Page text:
76-100 of 390 results
Fowler, David Henry. Northern Attitudes toward Interracial Marriage; A Study of Legislation and Public Opinion in the Middle Atlantic States and the States of the Old Northwest. Ph.D. diss., Yale University, 1963.
Fowler, David Henry. "Freedom Fettered - Blacks and the Constitutional Era in Maryland 1776-1810." Maryland Pendulum (Special Issue 1987): 1-12.
Annotation / Notes: Summaries of papers presented at a conference at Morgan State University, October 1987.
Fuke, Richard Paul. "Blacks, Whites, and Guns: Interracial Violence in Post-Emancipation Maryland." Maryland Historical Magazine 92 (Fall 1997): 326-47.
Fuke, Richard Paul. Imperfect Equality: African Americans and the Confines of White Racial Attitudes in Post-Emancipation Maryland. New York: Fordham University Press, 1999.
Gardner, Bettye J. "Opposition to Emigration, a Selected Letter of William Watkins (The Colored Baltimorean)." Journal of Negro History 47 (Summer 1982): 155-158.
Garonzik, Joseph. Urbanization and the Black Population of Baltimore, 1850-1870. Ph.D. diss., State University of New York, Stony Brook, 1974.
Garrant, Richard Louis. Racial Minority Understanding and Awareness Educational Programs in the Ft. G. G. Meade, Maryland Community. Ed.D. diss., George Washington University, 1986.
George, Christopher T. "Mirage of Freedom: African Americans in the War of 1812." Maryland Historical Magazine 91 (Winter 1996): 426-50.
Annotation / Notes: Black men fought for both the American and British forces during the War of 1812. For example, free blacks who constructed earthworks and black sailors in the U.S. Navy helped to deflect the British attack on Baltimore in 1814. Free blacks and slaves who decided to help the British hoped to secure freedom in return for their services.
Gibson, Donald B. "Christianity and Individualism: (Re-) Creation and Reality in Frederick Douglass's Representation of Self." African American Review 26 (Winter 1992): 591-603.
Goldin, Claudia Dale. Urban Slavery in the American South 1820-1860: A Quantitative History. Chicago: University of Chicago Press, 1976.
Annotation / Notes: Numerous references to Baltimore.
Goldstein, Leslie F. "Violence as an Instrument for Social Change: The Views of Frederick Douglass, 1819-1895." Journal of Negro History 41 (January 1976): 61-72.
Goosman, Stuart L. The Social and Cultural Organization of Black Group Vocal Harmony in Washington, D. C. and Baltimore, Maryland, 1945-1960. Ph.D. diss., University of Washington, 1992.
Graham, Leroy. Baltimore: The Nineteenth Century Black Capital. Washington, DC: University Press of America, Inc., 1982.
Groves, Paul A., and Edward K. Muller. "The Evolution of Black Residential Areas in Late Nineteenth-Century Cities." Journal of Historical Geography 1 (April 1975): 169-91.
Annotation / Notes: Includes Baltimore.
Guy, Anita Aidt. Maryland's Persistent Pursuit to End Slavery, 1850-1864. New York: Garland Pub., 1997.
Hajdusiewicz, Babs Bell. Mary Carter Smith: African-American Storyteller. Springfield, NJ: Enslow Publishers, 1995.
Hall, Robert L. "Slave Resistance in Baltimore City and County, 1747-1790." Maryland Historical Magazine 84 (1989): 305-18.
Halper, Lee. "On Growing Up Black in Sandy Spring." Legacy 19 (Spring 1999): 1, 3.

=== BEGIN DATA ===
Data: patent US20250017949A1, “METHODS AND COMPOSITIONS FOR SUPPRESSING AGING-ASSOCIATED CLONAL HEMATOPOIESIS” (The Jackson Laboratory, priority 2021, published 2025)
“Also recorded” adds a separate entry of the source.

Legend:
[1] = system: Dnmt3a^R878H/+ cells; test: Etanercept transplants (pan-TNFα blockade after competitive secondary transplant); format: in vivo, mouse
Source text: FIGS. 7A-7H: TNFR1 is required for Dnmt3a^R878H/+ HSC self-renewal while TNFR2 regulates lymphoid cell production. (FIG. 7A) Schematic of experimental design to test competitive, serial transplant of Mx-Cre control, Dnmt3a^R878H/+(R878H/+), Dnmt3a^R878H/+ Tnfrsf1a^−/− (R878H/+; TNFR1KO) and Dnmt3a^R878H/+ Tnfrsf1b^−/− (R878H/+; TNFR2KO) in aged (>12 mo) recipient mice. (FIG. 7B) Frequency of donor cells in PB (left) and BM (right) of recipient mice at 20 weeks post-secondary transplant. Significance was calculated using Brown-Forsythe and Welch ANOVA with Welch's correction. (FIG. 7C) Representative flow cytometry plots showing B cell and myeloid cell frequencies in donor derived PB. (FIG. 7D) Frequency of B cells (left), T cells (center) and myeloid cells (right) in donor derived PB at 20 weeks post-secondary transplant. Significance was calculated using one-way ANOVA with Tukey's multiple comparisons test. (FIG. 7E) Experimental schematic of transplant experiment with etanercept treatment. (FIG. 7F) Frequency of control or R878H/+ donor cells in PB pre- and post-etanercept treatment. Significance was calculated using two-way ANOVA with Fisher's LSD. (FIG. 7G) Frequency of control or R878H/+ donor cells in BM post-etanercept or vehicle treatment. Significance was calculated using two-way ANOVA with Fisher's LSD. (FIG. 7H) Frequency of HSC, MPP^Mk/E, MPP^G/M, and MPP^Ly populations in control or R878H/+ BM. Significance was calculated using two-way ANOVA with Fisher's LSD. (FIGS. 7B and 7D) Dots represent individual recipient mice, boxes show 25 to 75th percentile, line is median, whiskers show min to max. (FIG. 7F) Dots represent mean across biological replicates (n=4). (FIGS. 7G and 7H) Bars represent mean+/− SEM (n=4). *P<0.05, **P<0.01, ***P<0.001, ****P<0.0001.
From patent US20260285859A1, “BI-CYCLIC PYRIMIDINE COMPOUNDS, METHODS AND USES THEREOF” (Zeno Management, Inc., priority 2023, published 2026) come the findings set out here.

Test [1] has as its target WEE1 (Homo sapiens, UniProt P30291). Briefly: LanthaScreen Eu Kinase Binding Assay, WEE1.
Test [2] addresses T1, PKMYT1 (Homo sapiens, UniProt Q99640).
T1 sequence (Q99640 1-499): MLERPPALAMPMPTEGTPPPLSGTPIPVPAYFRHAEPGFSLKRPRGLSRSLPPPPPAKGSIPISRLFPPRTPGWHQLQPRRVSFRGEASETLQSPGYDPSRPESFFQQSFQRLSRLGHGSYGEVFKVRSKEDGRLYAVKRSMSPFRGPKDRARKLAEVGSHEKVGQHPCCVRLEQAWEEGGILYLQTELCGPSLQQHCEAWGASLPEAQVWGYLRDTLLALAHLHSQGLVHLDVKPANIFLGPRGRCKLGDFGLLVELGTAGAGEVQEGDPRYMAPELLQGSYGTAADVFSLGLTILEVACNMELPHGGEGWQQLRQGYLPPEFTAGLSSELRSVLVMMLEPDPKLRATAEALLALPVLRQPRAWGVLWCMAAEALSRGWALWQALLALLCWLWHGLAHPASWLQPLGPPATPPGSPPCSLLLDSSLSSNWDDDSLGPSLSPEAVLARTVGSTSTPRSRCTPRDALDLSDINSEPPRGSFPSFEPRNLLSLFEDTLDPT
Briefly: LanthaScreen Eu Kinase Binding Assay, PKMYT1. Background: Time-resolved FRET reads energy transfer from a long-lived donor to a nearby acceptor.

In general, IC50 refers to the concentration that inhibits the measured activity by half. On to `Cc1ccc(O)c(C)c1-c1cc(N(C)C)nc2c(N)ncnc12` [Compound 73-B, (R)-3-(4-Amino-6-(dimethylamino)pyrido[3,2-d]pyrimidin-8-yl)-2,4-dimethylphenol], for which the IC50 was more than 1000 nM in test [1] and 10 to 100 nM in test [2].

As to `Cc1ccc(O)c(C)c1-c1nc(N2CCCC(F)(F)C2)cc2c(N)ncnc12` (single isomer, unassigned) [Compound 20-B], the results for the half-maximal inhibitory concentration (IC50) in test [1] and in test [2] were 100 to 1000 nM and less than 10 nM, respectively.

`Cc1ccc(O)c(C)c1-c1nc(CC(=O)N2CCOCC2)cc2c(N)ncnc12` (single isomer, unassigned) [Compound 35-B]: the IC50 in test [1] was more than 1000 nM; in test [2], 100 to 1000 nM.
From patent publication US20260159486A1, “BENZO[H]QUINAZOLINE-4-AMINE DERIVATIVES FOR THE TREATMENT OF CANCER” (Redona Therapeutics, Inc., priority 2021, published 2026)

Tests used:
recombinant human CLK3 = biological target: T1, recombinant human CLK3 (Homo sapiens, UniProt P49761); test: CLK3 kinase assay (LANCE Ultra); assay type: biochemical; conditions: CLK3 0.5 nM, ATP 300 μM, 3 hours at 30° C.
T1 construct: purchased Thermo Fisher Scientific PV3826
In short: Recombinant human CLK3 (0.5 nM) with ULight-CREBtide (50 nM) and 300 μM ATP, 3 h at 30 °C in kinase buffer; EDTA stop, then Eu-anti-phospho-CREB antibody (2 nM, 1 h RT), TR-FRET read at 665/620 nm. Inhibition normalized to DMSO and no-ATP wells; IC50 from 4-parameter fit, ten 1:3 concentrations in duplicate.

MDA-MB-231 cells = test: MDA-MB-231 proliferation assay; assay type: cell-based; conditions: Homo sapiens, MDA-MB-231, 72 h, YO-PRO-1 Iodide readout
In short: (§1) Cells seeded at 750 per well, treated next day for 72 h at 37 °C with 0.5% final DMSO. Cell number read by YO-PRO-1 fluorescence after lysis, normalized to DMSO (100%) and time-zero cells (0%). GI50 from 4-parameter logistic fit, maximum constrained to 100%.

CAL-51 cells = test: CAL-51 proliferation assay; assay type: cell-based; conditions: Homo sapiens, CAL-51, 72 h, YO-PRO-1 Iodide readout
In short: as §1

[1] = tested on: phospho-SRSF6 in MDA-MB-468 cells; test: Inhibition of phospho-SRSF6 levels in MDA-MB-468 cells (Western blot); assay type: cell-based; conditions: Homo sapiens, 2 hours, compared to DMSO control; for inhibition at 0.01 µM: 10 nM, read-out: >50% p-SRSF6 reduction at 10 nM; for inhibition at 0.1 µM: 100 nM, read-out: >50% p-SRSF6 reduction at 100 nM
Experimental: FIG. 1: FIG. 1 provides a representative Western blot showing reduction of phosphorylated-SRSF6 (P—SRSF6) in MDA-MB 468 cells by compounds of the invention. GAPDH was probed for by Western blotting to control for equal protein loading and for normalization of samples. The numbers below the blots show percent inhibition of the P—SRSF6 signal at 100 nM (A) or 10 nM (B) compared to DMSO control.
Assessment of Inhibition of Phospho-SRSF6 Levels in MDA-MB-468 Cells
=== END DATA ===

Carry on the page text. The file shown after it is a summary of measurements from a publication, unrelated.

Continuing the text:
Harrold, Stanley. "Freeing the Weems Family: A New Look at the Underground Railroad." Civil War History 42 (December 1996): 289-306.
Annotation / Notes: The author examines conventional and scholarly interpretations of underground railroad by looking at the escape of the Weems family from the Chesapeake region of Maryland. By using the Weems family as a case study, the author challenges thirty years' worth of scholarship on the underground railroad. By examining a family that escaped from a border state, the author is able to explore both black self-determination and white assistance found in the records of this family's escape. In addition, the author examines a bi-racial network of non-Garrisonian abolitionists who raised money to purchase the freedom of slaves, or if that was not possible, to channel the money raised into effecting an escape plan.
Harris, Kirk Edward. The Paradox of African-American Mayoral Leadership and the Persistence of Poverty in the African-American Community. Ph.D. diss., Cornell University, 1992.
Harris, William C. "James Lynch: Black Leader in Southern Reconstruction." Historian 34 (1971): 40-61.
Hart, Ethel Juanita. Negro Suffrage in Maryland. M.A. thesis, Howard University, 1934.
Hicks, Helena S. The Black Apprentice in Maryland Court Records from 1661 to 1865. Ph.D. diss., University of Maryland at College Park, 1988.
Annotation / Notes: The author examines the apprenticeship system in Maryland as related to blacks during the period 1661 to 1865. For blacks in Maryland, apprenticeship was one of the earliest forms of education available. Court records are used to examine Maryland's apprenticeship system. Although Maryland's apprenticeship law of 1793 eliminated the reading and writing requirement for apprentices in the case of black apprentices, black apprentices' contracts still contained literacy provisions. Employment in various trade was another benefit resulting from the apprenticeship system.
Hodes, Michael C. "Kweisi Mfume." Maryland 29 (January/February 1997): 16-19, 59.
Holland, Marcella. "Emergence of Maryland's African-American Women Attorneys." Maryland Bar Journal 28 (July 1995): 14-19.